Golang Has Generics—Why I Don't Miss Generics Anymore

There's a lot of discussion about generics in Go. In fact, it's one of the most-requested features in the language discussion groups. The language designers aren't against generics, but they have not found or seen a good proposal that allows generics in the language without significantly complicating the language and implementation.

That being said, Go has generics. Think about it. What is the primary use case for generics? Collections—when you've got a set of "objects" (instances of a structure) and you want to operate on that structure regardless of type.

When I lived in .NET v1.0 and v1.1, we didn't have generics. All of our collections were of type object. This meant that a dictionary (map in Go) or list (slice in Go) were always of type object and always required a cast back to the underlying type when reading off the collection. This muddled the code.

In Go, the primitive collections—array, map, and slice are strongly typed. When I work with these collections, there's no casting necessary. I read and write from the collections as the actual type and the code is beautiful.

Okay, what if I wanted an operation that works with multiple types—perhaps on all numeric types, e.g. int32, int64, uint16, etc. Now we've got a problem. But actually we don't. We just need a few intermediate alias types which implement an interface. Once each alias type for int32, int16, etc. is created, we can operate on the various underlying types according to our desired behavior.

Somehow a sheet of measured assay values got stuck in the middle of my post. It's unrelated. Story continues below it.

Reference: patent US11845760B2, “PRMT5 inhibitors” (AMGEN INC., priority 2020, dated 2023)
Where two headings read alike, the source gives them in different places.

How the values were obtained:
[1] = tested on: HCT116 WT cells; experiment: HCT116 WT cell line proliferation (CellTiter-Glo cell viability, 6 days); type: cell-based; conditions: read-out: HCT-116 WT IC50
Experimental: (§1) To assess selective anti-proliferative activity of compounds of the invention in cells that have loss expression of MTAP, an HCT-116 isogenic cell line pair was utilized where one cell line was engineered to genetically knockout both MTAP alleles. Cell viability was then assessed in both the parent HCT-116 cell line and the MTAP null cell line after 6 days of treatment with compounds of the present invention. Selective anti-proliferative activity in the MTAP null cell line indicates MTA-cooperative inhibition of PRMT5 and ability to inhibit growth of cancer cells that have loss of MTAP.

type Integer16 int16  
type Integer32 int32  
type Calculator interface {  
    Calculate()
}

func (i Integer16) Calculate() { /* behavior here */ }  
func (i Integer32) Calculate() { /* behavior here */ }

func main() {  
    container := []Calculator{Integer16(1),Integer32(2)}
    fmt.Println(container)
}

(As an aside, I should note that .NET only implemented generic constraints on numeric types as of .NET v4.5.) [EDIT: I never made the leap to v4.5, so other than async/await, I don't have much hands-on experience.]

Now, what we're talking about here is really poor-man's generics. It's not the true Java/.NET generics or C++ templates that we know and love/hate. And for that I'm glad. One significant problem that I had with generics—at least in .NET land—was that it was a never-ending rabbit hole. Concrete generics weren't bad, but interface-based generics were awful. Anyone who has ever created a highly used, third-party library knows what I'm talking about.

In a lot of cases, generics were more trouble than they were worth. In such cases in .NET land, I found that I was often worried about compilation and things like covariant and contravariant relationships to the base type. Then, getting into generics of generics of generics made life really hard, for example: List<Dictionary<string<IEnumerable<HttpRequest>>>>. No, I've never actually used that type. In Go, instead of worrying about re-using that same kind of collection, but for something other than HttpRequest, I would worry about using it for the problem algorithm at hand. If I needed re-use later, I could implement an interface.

Do I miss generics? Not really. Yes, I've had to adjust my thinking slightly, but that's what happens when you work in a different language. Once I've gotten past a few mental hurdles, there are some really elegant solutions that solve the lack-of-generics problem in Go.


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